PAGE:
8 Jan, 2007 @ 03:51
1 min read

Greens to take Junta to court over Contraviesa reservoir plans

Plastic greenhouses and illegal building set to benefit more than locals, professor claims

“Hidden interests” lie behind the planned second reservoir on the Contraviesa mountain range, one regional political party claims.

The Green party of Andalucía announced it is to ask judges to stop construction work on the seven-million-euro project. A spokesman for the group said illegal housing and plastic greenhouses will be the main beneficiaries of the water.

A leading economics expert at Granada University also claims the Junta de Andalucía’s estimates 15,000 people will benefit from the water are way optimistic.

“The water from the second reservoir will supply only 4,000 locals,” Professor José Manuel Castillo said.

A Junta de Andalucía spokesman denied the claims.

The proposed second reservoir for the Contraviesa mountain range will help create more plastic greenhouses and supply water to illegally built housing estates, according to a leading economics expert.

Professor José Manuel Castillo of Granada University also denies regional government claims the balsa (reservoir), which is to be built next to an existing water container between Almegíjar and Torvizcón, will guarantee water to 15,000 people.

He claims only 4,000 people will benefit from the 350,000 cubic square metres of water the second reservoir will supply when it is built.

“The construction of the balsa will not guarantee water for the local residents but supply a service to the huge scale building projects in nearby Rubite.
“It will also fuel the spread of invernaderos (plastic greenhouses) and supply other illegal housing estates.

“The Junta de Andalucía states up to 15,000 people will benefit from the balsa’s construction but only 4,000 people at the most will.”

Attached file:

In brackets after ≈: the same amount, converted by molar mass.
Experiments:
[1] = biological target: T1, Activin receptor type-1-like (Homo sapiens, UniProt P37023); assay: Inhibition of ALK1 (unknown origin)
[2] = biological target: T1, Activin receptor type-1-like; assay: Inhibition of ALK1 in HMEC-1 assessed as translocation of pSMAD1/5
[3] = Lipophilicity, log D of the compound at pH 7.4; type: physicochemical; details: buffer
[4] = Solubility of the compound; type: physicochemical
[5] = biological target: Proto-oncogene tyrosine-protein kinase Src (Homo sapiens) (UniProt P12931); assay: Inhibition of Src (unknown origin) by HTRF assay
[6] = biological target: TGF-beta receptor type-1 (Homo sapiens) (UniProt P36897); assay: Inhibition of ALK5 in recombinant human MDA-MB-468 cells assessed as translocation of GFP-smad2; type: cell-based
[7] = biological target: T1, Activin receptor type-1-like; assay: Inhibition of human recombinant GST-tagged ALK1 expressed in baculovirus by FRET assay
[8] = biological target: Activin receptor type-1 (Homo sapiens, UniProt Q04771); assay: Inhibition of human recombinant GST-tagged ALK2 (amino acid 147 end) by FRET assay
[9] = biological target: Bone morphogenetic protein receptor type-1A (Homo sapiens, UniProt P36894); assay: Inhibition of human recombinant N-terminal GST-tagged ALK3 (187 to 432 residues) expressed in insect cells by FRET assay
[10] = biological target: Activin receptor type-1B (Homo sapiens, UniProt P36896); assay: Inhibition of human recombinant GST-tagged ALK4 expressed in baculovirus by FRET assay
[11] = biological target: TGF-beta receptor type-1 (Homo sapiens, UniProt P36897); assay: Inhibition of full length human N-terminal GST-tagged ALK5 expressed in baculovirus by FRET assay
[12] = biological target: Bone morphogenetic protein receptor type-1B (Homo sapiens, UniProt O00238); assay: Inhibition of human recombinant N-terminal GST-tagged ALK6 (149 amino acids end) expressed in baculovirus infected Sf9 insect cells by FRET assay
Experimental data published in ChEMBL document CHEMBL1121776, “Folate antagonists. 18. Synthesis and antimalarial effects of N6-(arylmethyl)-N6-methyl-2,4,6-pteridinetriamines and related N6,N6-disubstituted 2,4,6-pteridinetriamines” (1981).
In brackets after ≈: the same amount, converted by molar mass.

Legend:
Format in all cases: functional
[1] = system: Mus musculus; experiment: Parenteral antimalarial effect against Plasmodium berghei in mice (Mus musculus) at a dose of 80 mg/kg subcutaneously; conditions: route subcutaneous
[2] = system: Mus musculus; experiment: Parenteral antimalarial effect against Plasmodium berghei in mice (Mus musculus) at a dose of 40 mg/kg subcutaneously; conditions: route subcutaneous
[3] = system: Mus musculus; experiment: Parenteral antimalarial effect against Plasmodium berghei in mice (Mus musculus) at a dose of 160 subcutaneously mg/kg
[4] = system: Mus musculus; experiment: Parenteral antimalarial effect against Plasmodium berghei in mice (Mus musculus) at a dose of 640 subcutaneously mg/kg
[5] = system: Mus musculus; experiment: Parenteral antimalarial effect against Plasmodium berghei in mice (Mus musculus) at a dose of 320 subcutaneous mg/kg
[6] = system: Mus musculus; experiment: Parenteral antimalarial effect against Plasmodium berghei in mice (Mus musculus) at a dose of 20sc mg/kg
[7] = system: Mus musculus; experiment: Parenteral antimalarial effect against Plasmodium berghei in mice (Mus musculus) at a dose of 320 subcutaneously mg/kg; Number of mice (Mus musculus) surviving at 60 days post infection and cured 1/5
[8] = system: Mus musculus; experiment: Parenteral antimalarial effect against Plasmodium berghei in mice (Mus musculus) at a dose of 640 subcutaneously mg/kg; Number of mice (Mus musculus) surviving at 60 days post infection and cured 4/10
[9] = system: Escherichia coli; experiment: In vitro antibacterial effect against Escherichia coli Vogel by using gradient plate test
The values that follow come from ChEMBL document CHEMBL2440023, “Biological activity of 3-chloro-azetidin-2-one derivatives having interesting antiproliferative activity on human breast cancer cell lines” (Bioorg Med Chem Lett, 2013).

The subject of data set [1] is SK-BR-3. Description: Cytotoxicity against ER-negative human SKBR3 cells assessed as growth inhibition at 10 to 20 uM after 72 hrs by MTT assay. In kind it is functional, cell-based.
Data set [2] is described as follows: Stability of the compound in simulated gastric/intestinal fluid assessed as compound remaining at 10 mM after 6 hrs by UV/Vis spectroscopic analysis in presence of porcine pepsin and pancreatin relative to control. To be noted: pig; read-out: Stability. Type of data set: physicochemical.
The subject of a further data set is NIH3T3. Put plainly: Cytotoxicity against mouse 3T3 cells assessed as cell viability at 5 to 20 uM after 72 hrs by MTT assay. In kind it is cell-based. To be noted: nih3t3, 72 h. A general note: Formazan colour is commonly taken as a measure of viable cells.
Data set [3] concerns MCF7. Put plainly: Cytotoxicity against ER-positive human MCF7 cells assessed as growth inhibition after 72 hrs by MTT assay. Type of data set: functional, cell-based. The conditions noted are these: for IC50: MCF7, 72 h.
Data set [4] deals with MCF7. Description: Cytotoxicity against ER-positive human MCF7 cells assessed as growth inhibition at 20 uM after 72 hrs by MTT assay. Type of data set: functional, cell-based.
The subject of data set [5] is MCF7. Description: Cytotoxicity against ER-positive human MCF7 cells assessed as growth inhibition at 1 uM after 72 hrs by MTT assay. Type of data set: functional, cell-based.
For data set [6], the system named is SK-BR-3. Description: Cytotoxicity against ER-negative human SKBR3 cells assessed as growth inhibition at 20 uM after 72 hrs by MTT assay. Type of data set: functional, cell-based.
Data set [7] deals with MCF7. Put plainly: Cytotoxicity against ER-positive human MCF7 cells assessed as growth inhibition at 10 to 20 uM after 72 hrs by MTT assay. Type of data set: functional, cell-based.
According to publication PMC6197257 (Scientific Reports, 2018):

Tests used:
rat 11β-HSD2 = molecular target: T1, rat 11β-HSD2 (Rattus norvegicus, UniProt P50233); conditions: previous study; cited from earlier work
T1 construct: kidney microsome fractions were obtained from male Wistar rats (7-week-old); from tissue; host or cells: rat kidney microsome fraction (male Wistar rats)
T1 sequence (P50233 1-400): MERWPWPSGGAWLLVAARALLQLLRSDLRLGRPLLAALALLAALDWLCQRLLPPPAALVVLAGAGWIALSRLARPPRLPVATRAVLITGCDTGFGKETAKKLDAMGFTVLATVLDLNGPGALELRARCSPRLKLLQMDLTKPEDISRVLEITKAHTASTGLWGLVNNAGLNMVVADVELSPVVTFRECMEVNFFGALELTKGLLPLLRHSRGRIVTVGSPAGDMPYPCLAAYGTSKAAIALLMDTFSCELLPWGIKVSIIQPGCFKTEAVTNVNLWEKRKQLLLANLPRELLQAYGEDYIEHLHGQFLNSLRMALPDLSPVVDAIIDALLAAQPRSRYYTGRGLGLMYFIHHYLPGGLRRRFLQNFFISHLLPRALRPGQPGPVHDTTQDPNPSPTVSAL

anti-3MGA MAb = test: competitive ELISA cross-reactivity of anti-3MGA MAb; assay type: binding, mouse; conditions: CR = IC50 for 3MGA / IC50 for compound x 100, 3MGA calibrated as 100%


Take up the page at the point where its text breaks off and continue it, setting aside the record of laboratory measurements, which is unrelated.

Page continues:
Professor Castillo was speaking after the Green party of Andalucía announced it was to ask one of the region’s top civil courts to outlaw the construction of the second balsa, which is expected to begin in February once land belonging to local farmers has been expropriated. Officials from the party believe there are “hidden interests” behind its construction.

Granada branch spokesman Juan Ruiz told a press conference on December 5 the party is compiling a file to present to the Court of Contentious Administration, claiming the water will be used for illegal construction and plastic greenhouses.

The head of the regional government’s environment department in Granada, Gerardo Sánchez defended the Junta’s plan to build the seven-million-euro second balsa and denied both the Green party and Professor Castillo’s claims.

“The water will only be used by the population of the Contraviesa. It will not be used in agriculture nor will it be used for construction.

“The Green party are shunning reality with their allegations.”

The planned second reservoir has caused controversy since the project was announced last year. The Junta de Andalucía informed local farmers it must “grab” 130,000 square metres (m2) of their land, including 28,000m2 of a European Union funded organic vineyard.

Jon Clarke (Publisher & Editor)

Jon Clarke is a Londoner who worked at the Daily Mail and Mail on Sunday as an investigative journalist before moving permanently to Spain in 2003 where he helped set up the Olive Press. He is the author of three books; Costa Killer, Dining Secrets of Andalucia and My Search for Madeleine.

Do you have a story? Contact newsdesk@theolivepress.es

Leave a Reply

This site uses Akismet to reduce spam. Learn how your comment data is processed.

Previous Story

Junta announces cull of 1,767 natural park deer

Next Story

Broken ear-rings lead to fatal stabbing

Latest from National News

Go toTop

More From The Olive Press

GETTING ARTY: Spain’s Granada region is becoming a magnet for modern female artists

GRANADA has a long history of art and self-expression, with
Dscn4204 Edit

From Ibex to insects: meet the famous fauna of the Alpujarra of Spain’s Granada

A MOUNTAINOUS region rich with forests and pastures, the Alpujarra